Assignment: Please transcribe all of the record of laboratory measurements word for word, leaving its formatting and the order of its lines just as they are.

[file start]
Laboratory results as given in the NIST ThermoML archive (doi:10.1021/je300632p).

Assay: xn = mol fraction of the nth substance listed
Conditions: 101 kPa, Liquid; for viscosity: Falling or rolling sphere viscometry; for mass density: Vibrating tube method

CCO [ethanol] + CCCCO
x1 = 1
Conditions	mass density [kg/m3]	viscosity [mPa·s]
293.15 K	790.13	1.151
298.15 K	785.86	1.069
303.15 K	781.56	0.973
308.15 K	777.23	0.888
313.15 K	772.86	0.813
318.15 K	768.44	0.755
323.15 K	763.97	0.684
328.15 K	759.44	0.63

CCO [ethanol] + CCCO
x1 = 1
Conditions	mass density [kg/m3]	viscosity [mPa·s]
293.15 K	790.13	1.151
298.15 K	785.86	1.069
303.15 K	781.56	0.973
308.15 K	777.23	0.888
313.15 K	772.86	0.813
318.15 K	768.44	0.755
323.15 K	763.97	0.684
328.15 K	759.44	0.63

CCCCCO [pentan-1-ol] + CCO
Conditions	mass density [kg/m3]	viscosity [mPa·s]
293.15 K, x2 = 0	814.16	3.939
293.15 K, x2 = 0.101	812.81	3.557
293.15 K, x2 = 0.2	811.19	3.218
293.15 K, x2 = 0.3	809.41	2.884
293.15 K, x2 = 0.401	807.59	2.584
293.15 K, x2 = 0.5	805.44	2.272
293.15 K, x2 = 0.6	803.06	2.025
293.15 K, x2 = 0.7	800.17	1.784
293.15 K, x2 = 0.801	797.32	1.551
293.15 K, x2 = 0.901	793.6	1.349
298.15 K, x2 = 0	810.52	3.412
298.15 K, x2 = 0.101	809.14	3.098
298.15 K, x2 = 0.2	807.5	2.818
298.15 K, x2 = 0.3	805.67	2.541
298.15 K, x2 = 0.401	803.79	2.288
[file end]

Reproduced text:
Laboratory results as given in the NIST ThermoML archive (doi:10.1021/je300632p).

Assay: xn = mol fraction of the nth substance listed
Conditions: 101 kPa, Liquid; for viscosity: Falling or rolling sphere viscometry; for mass density: Vibrating tube method

CCO [ethanol] + CCCCO
x1 = 1
Conditions	mass density [kg/m3]	viscosity [mPa·s]
293.15 K	790.13	1.151
298.15 K	785.86	1.069
303.15 K	781.56	0.973
308.15 K	777.23	0.888
313.15 K	772.86	0.813
318.15 K	768.44	0.755
323.15 K	763.97	0.684
328.15 K	759.44	0.63

CCO [ethanol] + CCCO
x1 = 1
Conditions	mass density [kg/m3]	viscosity [mPa·s]
293.15 K	790.13	1.151
298.15 K	785.86	1.069
303.15 K	781.56	0.973
308.15 K	777.23	0.888
313.15 K	772.86	0.813
318.15 K	768.44	0.755
323.15 K	763.97	0.684
328.15 K	759.44	0.63

CCCCCO [pentan-1-ol] + CCO
Conditions	mass density [kg/m3]	viscosity [mPa·s]
293.15 K, x2 = 0	814.16	3.939
293.15 K, x2 = 0.101	812.81	3.557
293.15 K, x2 = 0.2	811.19	3.218
293.15 K, x2 = 0.3	809.41	2.884
293.15 K, x2 = 0.401	807.59	2.584
293.15 K, x2 = 0.5	805.44	2.272
293.15 K, x2 = 0.6	803.06	2.025
293.15 K, x2 = 0.7	800.17	1.784
293.15 K, x2 = 0.801	797.32	1.551
293.15 K, x2 = 0.901	793.6	1.349
298.15 K, x2 = 0	810.52	3.412
298.15 K, x2 = 0.101	809.14	3.098
298.15 K, x2 = 0.2	807.5	2.818
298.15 K, x2 = 0.3	805.67	2.541
298.15 K, x2 = 0.401	803.79	2.288